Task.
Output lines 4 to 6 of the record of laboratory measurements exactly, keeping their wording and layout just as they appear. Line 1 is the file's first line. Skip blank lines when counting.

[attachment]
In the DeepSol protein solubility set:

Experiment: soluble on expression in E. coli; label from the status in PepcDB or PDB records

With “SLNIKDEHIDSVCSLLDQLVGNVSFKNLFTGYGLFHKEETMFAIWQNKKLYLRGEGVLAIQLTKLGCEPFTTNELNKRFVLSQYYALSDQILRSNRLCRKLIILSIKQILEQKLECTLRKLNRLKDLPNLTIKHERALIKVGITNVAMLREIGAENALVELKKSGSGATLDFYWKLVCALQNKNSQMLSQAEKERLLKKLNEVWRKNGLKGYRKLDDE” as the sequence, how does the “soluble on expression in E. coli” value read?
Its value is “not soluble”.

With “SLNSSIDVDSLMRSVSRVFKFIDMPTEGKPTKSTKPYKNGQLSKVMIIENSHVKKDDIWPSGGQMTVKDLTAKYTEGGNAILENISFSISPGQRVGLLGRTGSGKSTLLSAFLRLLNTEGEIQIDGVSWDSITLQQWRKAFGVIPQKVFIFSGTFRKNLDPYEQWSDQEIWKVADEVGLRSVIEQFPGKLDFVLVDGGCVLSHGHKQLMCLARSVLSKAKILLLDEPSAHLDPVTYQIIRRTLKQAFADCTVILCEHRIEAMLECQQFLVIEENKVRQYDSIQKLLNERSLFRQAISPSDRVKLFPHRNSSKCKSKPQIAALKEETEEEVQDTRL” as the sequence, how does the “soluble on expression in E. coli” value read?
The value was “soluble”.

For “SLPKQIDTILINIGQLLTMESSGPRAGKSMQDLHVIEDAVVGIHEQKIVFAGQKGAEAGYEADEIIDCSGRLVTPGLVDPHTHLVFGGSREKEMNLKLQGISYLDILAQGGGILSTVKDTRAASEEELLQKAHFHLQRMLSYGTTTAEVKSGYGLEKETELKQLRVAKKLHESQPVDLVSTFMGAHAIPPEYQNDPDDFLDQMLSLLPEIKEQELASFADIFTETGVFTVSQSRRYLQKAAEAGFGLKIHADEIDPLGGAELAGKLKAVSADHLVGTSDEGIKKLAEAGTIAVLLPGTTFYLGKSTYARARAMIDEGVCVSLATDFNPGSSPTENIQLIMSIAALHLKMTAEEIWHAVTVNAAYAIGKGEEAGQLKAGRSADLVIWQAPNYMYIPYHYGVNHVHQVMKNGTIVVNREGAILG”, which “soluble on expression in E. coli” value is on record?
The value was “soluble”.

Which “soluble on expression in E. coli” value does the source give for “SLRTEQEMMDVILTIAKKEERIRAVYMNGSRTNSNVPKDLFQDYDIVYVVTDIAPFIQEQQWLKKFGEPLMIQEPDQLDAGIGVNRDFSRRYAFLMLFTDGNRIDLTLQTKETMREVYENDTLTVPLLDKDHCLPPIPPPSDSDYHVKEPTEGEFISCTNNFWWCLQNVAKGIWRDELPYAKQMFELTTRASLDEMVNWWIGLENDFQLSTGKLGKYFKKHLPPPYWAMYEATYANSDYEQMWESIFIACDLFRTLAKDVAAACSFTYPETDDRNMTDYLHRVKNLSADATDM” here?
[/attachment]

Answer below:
Its value is “not soluble”.

With “SLNSSIDVDSLMRSVSRVFKFIDMPTEGKPTKSTKPYKNGQLSKVMIIENSHVKKDDIWPSGGQMTVKDLTAKYTEGGNAILENISFSISPGQRVGLLGRTGSGKSTLLSAFLRLLNTEGEIQIDGVSWDSITLQQWRKAFGVIPQKVFIFSGTFRKNLDPYEQWSDQEIWKVADEVGLRSVIEQFPGKLDFVLVDGGCVLSHGHKQLMCLARSVLSKAKILLLDEPSAHLDPVTYQIIRRTLKQAFADCTVILCEHRIEAMLECQQFLVIEENKVRQYDSIQKLLNERSLFRQAISPSDRVKLFPHRNSSKCKSKPQIAALKEETEEEVQDTRL” as the sequence, how does the “soluble on expression in E. coli” value read?
The value was “soluble”.